Mile-High Headlines for Tuesday, November 25 Sign up here to receive Panorama every weekday morning–before it’s published on our website. Nurse Crisis Denver Health Medical Center’s cost of providing care to uninsured patients is expected to rise by $75 million, a high price tag that could force cutbacks at the hospital just as poorer patients arrive in higher numbers. That’s according to The Denver Post, which reports that Congresswoman Diana DeGette, a Democrat, is pushing for changes to help public hospitals that are typically beset by uninsured patients. In southern Colorado, NewsChannel 13 reports that expanded hospital facilities lack doctors and nurses, a trend foreshadowing a potential crisis in the years ahead. For instance, the average age of a nurse in Colorado is 47, and 17 percent of nurses expect to retire within five years. Just 7 percent of Colorado’s nurses are younger than 30. One nurse interviewed by News 13 fears that one day the nurses who care for her will be short-handed, burned-out, and lack experience. Tom Daschle, who is rumored to be appointed President-elect Barack Obama’s secretary of health and human services, will visit Denver next month for a health care summit, according to the Rocky Mountain News. Plan of Action “In the midst of the largest financial crisis since the Great Depression,” the Denver Business Journal reports, Colorado’s lawmakers hope to help stabilize the economy at a time when consumer confidence is very low and unemployment is at its highest rate since 2004. A committee tasked with job and economic growth will issue an “action plan” six weeks after the Legislature convenes in January, but Todd Herreid, chief economist for the state’s nonpartisan Legislative Council, wonders how effective state lawmakers can be, according to The Denver Post, noting that Colorado’s economy is linked to the downturned national economy. “It’s like a tractor beam pulling us into the spaceship,” he says. While Democrats, who control the Legislature, favor investments in education and transportation, Republicans are calling for fewer regulations on industry, particularly the oil-and-gas industry. Some good news: Colorado remains one of the top states for technology, according to the Northern Colorado Business Report, although things aren’t as good as they’ve been in past years.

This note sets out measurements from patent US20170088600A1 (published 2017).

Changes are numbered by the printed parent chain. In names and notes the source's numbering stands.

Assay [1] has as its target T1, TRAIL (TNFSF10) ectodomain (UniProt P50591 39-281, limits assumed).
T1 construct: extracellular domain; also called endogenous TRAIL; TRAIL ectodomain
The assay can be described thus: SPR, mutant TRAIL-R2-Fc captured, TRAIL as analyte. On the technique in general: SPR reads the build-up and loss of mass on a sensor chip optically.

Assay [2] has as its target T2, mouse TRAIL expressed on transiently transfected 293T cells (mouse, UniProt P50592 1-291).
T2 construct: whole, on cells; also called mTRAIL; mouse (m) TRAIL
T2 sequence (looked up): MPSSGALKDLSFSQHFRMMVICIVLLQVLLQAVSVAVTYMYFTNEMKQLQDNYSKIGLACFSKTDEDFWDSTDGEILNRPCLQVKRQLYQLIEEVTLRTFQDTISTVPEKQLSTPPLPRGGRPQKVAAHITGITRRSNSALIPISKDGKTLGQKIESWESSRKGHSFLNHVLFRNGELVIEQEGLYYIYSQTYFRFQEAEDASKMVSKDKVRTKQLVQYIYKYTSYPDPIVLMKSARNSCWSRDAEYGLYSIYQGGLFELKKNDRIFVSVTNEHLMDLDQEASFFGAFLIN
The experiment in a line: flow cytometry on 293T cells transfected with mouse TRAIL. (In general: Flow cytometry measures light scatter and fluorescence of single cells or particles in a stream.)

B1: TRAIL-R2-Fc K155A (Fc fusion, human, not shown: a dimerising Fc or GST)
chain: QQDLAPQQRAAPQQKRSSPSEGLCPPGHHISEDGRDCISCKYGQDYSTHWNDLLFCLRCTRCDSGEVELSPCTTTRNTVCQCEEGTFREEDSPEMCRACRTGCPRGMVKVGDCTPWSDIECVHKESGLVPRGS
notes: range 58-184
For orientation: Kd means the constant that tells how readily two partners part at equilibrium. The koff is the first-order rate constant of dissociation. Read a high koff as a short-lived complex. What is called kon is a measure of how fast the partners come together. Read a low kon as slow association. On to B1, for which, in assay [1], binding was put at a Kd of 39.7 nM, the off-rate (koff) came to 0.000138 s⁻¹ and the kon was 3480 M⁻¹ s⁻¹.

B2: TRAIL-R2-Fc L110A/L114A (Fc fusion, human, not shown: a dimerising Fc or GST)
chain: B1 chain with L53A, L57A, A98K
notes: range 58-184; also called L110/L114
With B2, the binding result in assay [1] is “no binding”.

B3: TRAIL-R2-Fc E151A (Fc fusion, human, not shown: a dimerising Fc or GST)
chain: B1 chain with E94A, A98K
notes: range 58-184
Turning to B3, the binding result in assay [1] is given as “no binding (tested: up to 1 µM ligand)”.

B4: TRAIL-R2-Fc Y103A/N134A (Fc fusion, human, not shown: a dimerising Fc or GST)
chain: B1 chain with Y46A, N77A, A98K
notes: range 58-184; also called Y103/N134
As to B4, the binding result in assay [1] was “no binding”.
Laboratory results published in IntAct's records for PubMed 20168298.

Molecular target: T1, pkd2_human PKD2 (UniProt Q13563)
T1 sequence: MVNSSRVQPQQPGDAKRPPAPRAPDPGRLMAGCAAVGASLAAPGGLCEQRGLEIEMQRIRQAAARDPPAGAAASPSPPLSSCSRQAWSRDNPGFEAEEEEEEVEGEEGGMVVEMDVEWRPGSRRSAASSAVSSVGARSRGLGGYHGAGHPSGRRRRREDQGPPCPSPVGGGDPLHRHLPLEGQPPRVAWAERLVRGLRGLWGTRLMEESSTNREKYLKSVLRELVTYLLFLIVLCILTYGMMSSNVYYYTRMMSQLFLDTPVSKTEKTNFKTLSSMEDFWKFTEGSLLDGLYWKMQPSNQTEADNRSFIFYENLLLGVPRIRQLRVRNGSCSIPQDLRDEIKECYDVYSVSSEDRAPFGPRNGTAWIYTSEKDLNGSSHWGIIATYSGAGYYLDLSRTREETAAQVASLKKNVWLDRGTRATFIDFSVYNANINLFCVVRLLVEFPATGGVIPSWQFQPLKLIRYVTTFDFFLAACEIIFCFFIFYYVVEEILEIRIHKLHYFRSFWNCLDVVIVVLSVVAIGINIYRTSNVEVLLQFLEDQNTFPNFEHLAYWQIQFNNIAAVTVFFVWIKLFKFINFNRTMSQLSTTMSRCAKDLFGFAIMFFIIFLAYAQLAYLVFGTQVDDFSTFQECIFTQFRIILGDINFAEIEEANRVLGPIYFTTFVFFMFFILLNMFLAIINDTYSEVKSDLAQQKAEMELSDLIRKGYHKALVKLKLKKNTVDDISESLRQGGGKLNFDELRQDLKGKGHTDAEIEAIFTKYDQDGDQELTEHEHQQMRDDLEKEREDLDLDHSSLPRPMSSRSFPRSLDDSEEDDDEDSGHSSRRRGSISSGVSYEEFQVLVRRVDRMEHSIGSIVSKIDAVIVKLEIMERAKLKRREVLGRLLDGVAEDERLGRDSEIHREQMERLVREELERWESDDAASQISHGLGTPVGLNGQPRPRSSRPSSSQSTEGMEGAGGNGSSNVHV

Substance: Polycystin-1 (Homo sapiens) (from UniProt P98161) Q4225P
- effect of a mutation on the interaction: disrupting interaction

Bleak Friday Studies predict people will spend less on presents for the holidays, though how much less is not known. The deep discounts popping up well before Black Friday, which comes the day after Thanksgiving and is typically the year’s biggest shopping day, are one indication that things will be bad for retailers, according to 7News. Got your eye on one of those high-def televisions? The sales prices on them have fallen by about half since 2005, according to the Rocky Mountain News. You can probably bag one for about $735, not counting any desperate holiday sales. According to 9News, the bright lights and cheer at Belmar’s shopping district mask fears by retailers, some already offering discounts up to 50 percent. Faring Relatively Well? Thanksgiving week will probably be busy at Denver International Airport, but not as hectic as last year. Airlines have booked more than 929,000 flights between today and next Monday, which is down from 950,000 during the same period a year ago, according to The Denver Post. The economy is to blame, yet this travel season is shaping up to be the third busiest Thanksgiving in DIA’s 13-year history. If you booked your flight early to get a good fare but now need to change because something has come up, read The New York Times, which takes a closer look at differences in draconian airline policies. For example, Frontier Airlines eliminated standby over the summer, meaning travelers who miss their flight might “forfeit the value of their ticket.” Yet the Denver Business Journal reports that Frontier, citing customer feedback, has suddenly changed the policy and will charge travelers a flat $75 to make same-day flight changes. Two Tales of One Tiny Plane Crash Jason Patton’s newly purchased, $20,000 Kitfox Classic 4 experimental airplane was primed, and the skies were clear over Boulder Municipal Airport’s Runway 8 on Monday. But just after takeoff, there was trouble: a propeller spinning in reverse. The plane banked hard and, as Boulder’s Daily Camera writes, “like a scene” from a James Bond flick, 37-year-old Patton leapt from the plane the instant before it smashed into a field near the airport, then burst into flames, sparking a one-acre grass fire. That’s the account of two eyewitnesses–friends of Patton who were there to cheer him on. Another version of the story is less spectacular. It’s the one Patton tells police: The plane comes to a rest, he steps out, and then it bursts into flames. Patton narrowly missed some nearby houses, according to 9News, and was not taken to the hospital after the incident. Federal air safety officials are investigating. Favre and the Champ As The Denver Post notes, the last three quarterbacks to take on the Denver Broncos’ defense weren’t exactly among the National Football League’s “elite.” Yet Cleveland’s Brady Quinn, Atlanta’s Matt Ryan, and Oakland’s JaMarcus Russell outgunned them with the precision of a veteran like Brett Favre. And that’s kind of a bad thing since Favre is coming to Denver with his New York Jets on Sunday. The Jets are looking good–perhaps as good as they were in the 1968 season, when Joe Namath took the team to Super Bowl III as underdogs and won. The Broncos are left hoping solid cornerback Champ Bailey will return to the lineup on Sunday. He’s missed four full games since injuring his groin. New Bloom Former University of Colorado football star Jeremy Bloom didn’t have a good run in the National Football League. The two-time Olympic ski champ who went to school in Loveland was cut from the Pittsburgh Steelers this summer. But now the 26-year-old, 5-foot-9-inch, 180-pound athlete is working out with the U.S. ski team, according to The Associated Press (via the Washington Post), a move that could restore him to freestyle skiing in time for the 2010 Vancouver Games. Remembering a High School Soccer Star Christopher Kendall Reagan, an 18-year-old soccer star at Legacy High School, was remembered in a vigil last night, following his death in a weekend highway accident. Reagan had tried to sprint across I-25 before midnight on Saturday, when he was hit by a semitrailer, a Broomfield police sergeant told the Rocky Mountain News. The truck veered away, but Reagan was struck by its rear wheels. Only minutes prior, Reagan had crashed his silver sports car on a concrete median near 160th Avenue, but he didn’t appear headed to a place where he could seek help, according to witnesses. Videodose: “Jet Man” Eric Scott successfully hovered across the Royal Gorge yesterday–1,500 feet across and 1,053 feet above the Arkansas River. Wearing a jet pack on his back, he had no parachute and only enough fuel for 33 seconds. The stunt was captured by this CBS4 video. Cheapest Gallon of Gas ‘Round Here: $1.50, Pecos Sunmart, 7170 Pecos Street (via Email relevant articles to